>(And, please, I didn't include the Brooks quote to renew an 80-year-old debate
>on the Forum. It's safe to assume that the vast majority of Forum members
>disagree with Brooks' analysis.)
I do disagree, but I think there's some value in "The Ordeal of Mark Twain"
anyway. To my knowledge, Brooks was the first critic to pick up on some key
contradictions in Twain's character -- his stance as a rebel but his desire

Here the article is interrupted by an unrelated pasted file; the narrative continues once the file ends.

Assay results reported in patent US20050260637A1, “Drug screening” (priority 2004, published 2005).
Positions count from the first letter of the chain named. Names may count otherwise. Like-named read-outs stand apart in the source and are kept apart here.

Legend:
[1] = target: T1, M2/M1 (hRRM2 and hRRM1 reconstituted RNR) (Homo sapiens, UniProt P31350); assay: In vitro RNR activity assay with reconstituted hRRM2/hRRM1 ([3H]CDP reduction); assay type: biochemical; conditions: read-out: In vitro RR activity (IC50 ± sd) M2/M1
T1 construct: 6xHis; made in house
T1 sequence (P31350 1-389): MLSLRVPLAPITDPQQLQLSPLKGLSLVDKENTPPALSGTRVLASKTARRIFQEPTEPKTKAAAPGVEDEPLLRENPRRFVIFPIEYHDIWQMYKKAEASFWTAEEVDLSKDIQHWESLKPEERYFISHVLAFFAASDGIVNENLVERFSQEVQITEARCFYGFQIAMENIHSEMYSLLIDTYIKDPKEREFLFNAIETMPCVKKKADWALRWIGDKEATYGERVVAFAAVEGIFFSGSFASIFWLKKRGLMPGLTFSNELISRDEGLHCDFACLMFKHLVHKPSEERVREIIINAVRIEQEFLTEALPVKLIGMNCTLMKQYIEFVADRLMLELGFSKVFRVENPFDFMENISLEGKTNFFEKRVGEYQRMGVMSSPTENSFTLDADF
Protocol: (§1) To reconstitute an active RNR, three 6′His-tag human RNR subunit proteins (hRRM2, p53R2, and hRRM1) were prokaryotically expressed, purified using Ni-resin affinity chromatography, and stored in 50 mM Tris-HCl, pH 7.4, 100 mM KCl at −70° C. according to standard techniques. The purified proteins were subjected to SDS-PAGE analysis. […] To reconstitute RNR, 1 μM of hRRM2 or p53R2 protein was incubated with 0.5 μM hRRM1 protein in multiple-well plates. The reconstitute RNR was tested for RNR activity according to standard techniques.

for the approval of the establishment, for instance. Brooks' explanation of
these things has been pretty generally debunked by now, I assume, but I think
he deserves some credit for pointing these things out. To a degree, his book
determined the course of much Twain scholarship for the next 50 years or
thereabouts. Sometimes an erroneous hypothesis can still lead to productive
work, and I think Brooks qualifies.
-- Bob G.